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Summer of Love Revisited

Thousands of baby boomers descended on Golden Gate Park Sunday
to celebrate the 40th anniversary of the Summer of Love
Photo by Stephen Dorian Miner

By Stephen Dorian Miner

Photos by Stephen Dorian Miner and John Han

September 5, 2007

San Francisco re-visited the days of flower children, psychedelic music and the blossoming of the Haight Ashbury into its own sub-culture Sunday, as some 40,000 descended on Golden Gate Park to celebrate the 40th anniversary of the Summer of Love.

2007 looked a lot like 1967 with long hair abounding, tie-dyes and plenty of pungent smoke filling the air as Speedway Meadow - and its attendees harkened back to 'easier' days when hanging out on Haight Street was fun - and still acceptable.

Those that would remember those days adorned the huge stage, playing for revelers from four or five generations on a picture perfect San Francisco day. Ray Manzarek - former Doors Keyboardist - hooked up with poet Michael McClure, remnants of Moby Grape and the Quicksilver Messenger Service reunited and attendees got a small peek at Jefferson Airplane's current incarnation, as founding members Paul Kantner and Marty Balin took the stage for an unannounced set.

Former Doors keyboardist Ray Manzarek shares a backstage moment with some fans.
Photo by Stephen Dorian Miner

Paul Kantner leads the Jefferson Airplane through a surprise set.
Photo by Stephen Dorian Miner

Thematically, the two different decades 40 years separated seemed similar. Throughout the day, different performers used the word "compassion" in different contexts. Similarly, a very unpopular war was being fought in 1967, and the musicians and people that were loosely termed as San Francisco's "counter-culture" did their best to be vocal in their criticisms about Vietnam.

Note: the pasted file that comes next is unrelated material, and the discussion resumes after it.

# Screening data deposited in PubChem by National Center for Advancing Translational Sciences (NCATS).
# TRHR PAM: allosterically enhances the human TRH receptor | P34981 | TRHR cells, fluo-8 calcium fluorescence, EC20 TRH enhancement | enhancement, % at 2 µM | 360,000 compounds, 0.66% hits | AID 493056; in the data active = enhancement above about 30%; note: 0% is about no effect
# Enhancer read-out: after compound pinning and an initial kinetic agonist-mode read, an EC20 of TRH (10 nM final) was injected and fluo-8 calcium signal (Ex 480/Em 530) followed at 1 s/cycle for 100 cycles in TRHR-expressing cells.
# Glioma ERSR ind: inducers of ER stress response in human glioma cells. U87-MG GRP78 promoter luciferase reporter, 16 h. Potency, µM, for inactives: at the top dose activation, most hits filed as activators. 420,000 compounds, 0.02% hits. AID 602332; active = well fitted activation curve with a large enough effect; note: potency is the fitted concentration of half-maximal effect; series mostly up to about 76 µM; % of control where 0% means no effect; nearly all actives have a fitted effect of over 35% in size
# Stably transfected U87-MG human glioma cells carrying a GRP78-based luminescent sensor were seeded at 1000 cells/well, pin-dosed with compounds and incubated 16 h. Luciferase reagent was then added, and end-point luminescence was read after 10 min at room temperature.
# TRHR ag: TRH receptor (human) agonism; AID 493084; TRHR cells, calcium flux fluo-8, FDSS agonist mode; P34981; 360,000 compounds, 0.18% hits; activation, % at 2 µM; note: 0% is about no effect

Photo by John Han

Photo by John Han

The event's producer Boots Hughston, went to high school locally and has produced shows in the Bay Area, including 2005's tribute to late rock promoter Chet Helms at the same venue.

Not generally known to be the most organized, Hughston and his team of volunteers seemed to pull the huge event without a hitch. Performances were timely and despite a crush of people on stage who had no working function, production seemed to flow smoothly. Hughston's experience working with the city to put the event together seemed go smoothly as well.

"The city's been great," Hughston said." "They understand what we're doing. It's been a very good relationship."

Venue familiarity played a part as well, and Hughston's past experience promoting and producing shows helped him land the wide array of talent, who all seemed to share the sentiment of the day.

"We're all here to make a statement," he said. "And the statement is that this society has become too hard nosed, too angry and just taking it out on all of us. It's time for compassion, understanding and love."

Wavy Gravy made his obligatory appearance.
Photo by John Han

Taj Mahal was a highlight during the early part of the day.
Photo by Stephen Dorian Miner

It wouldn't be San Francisco without colorful people and colorful outfits.
Photo by Stephen Dorian Miner

Photo by John Han

Photo by John Han

Photo by John Han




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